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What Can Cats Eat?
Cat Food

What Can Cats Eat?

Every responsible feline parent will jump on every opportunity to share a bite with their pet, but is your cat allowed to eat just anything? You may even wonder, “What can cats eat? If this question is on your mind, then it depends on what you want to share. Some of your meals can be nourishing and nutritious to your kitty, while some may be poisonous. 

Obligate Carnivores: The need for meat

Can a cat be a vegetarian? The short answer is no; your kitty companion needs meat more than any other meal. Cats are obligate carnivores, meaning that meat has to be a daily essential, not just because of how delicious meats can be, but because some of the necessary vitamins and amino acids they need can only exist in meat and not vegetables. If you place your cat on only plant-based meals, their body will start breaking down the muscles and organs for energy. Some of the vitamins a cat gets from meat include:

  • Vitamin A: Lack of vitamin A may put your cat at risk of blindness.

  • Arginine: Arginine is essential for your cat to remove the waste product of protein, ammonia. Some signs that accompany arginine deficiency include weight loss, vomiting, neurological signs, or even death. 

  • Taurine: You can source all other nutrients necessary for cats from other means, but meat is the only known source of this amino acid.

Let’s talk more about the last one. According to VCA Animal Hospital, taurine is an essential amino acid for cats, and they can only get it from animal-based proteins. Unfortunately, the cat's body cannot store taurine in large quantities, so you should feed your feline buddy meat daily to replenish this amino acid.

Some meat options for your cat, which are good sources of taurine, include; 

  • Chicken

  • Turkey

  • Beef

  • Liver

  • Lamb

Also, note that feeding your cat raw meat can make them sick, so it’s better to cook the meat thoroughly.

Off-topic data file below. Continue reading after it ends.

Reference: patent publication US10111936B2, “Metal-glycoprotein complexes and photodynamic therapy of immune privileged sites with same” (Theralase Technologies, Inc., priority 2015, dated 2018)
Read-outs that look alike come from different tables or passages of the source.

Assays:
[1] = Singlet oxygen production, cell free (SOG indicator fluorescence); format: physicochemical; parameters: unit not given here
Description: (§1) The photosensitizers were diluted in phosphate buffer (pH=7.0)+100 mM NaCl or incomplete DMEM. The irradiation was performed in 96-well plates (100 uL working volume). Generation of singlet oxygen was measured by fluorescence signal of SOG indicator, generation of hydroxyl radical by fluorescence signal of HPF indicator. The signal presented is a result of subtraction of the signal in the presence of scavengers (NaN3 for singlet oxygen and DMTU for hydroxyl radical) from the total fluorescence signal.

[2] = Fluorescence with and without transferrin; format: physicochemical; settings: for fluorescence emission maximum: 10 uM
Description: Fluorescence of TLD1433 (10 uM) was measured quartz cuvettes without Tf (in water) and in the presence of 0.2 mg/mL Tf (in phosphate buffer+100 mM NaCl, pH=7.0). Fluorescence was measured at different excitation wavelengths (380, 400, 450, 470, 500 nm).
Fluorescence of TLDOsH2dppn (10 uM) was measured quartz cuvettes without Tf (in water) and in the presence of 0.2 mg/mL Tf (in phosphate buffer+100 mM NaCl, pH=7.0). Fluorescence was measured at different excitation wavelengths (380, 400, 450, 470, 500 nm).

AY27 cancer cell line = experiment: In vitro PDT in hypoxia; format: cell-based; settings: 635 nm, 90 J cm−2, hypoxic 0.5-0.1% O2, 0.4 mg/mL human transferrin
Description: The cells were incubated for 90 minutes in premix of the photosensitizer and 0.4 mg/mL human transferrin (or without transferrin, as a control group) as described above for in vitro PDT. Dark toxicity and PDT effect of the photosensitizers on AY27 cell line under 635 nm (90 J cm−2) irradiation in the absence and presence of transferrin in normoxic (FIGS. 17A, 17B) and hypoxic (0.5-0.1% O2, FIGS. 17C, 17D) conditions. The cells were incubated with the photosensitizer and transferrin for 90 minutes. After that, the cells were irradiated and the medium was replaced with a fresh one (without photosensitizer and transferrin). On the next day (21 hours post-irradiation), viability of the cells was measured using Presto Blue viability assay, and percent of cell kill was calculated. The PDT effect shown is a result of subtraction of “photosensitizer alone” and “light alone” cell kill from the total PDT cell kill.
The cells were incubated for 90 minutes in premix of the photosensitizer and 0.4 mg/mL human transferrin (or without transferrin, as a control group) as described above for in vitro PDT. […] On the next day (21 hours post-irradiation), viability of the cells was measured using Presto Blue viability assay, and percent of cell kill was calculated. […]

Safe Human Foods for Cats

As a concerned pet parent, you are worried, “What human food can cats eat?” Of course, who does not want to share even a piece of chocolate cake—which is toxic— with their feline buddy? 

Well, here are some safe human foods we can share.

  • Cooked prawns: Serving your cat cooked prawns is a nutritious and healthy option, just cook them properly and remove the shells. 

  • Tuna: Have you ever heard that cats are obsessed with tuna? Tuna should be in only spring water, with no additives or seasonings. You should be aware never to feed your cat tuna in brine (salt water) or sunflower oil because this is for human consumption. Also, feed your cat tuna in moderation because tuna is high in mercury, so frequent consumption can lead to mercury poisoning in your cat. 

  • Whole grains: Grains are a great source of vitamins and energy. They are cost-effective and easily digestible. Contrary to popular belief, grains are a great source of nutrients for cats, and there are no known ill effects or reductions in a cat's quality or length of life.

  • Eggs: Without a doubt, eggs are a good addition for your feline friend, whether scrambled or boiled. They have many nutrients, like amino acids, and are highly digestible. 

  • Vegetables: Your cat may not be a great fan of vegetables, but if they like it, some good options include cucumber, steamed broccoli, carrots, peas, and asparagus. Vegetables can offer lots of vitamins, fiber, and water, so if your cat loves veggies, use them.

  • Sweet potato: Your cat may eat sweet potatoes but in moderation. Try not to feed your kitty raw potatoes because they are difficult to digest and can cause stomach upset. Cook them properly and regulate the quantity.

  • Fruit: Cats can't taste sweetness, but that does not mean they can not eat fruits. What fruits can cats eat safely? Apples, blueberries, cantaloupe, coconut, watermelon, strawberries, bananas, pumpkin, pineapple, and kiwi.

Human Foods to Avoid